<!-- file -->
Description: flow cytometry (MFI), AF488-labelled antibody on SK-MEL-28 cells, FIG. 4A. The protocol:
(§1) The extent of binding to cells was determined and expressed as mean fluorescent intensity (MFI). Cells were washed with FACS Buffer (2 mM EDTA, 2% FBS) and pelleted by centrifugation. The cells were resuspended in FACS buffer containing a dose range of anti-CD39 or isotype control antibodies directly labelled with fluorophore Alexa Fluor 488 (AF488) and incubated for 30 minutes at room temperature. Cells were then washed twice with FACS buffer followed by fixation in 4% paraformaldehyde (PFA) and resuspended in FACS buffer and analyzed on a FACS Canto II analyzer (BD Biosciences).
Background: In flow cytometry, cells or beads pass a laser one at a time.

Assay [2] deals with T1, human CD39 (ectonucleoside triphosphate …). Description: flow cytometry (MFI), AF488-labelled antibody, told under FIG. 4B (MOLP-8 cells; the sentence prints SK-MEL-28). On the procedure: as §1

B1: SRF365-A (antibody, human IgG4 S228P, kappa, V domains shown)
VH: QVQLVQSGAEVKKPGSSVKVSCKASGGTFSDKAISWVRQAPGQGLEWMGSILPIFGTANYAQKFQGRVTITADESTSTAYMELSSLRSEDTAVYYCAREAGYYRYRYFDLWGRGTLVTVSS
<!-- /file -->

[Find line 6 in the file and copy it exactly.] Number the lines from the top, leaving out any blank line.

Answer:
VH: QVQLVQSGAEVKKPGSSVKVSCKASGGTFSDKAISWVRQAPGQGLEWMGSILPIFGTANYAQKFQGRVTITADESTSTAYMELSSLRSEDTAVYYCAREAGYYRYRYFDLWGRGTLVTVSS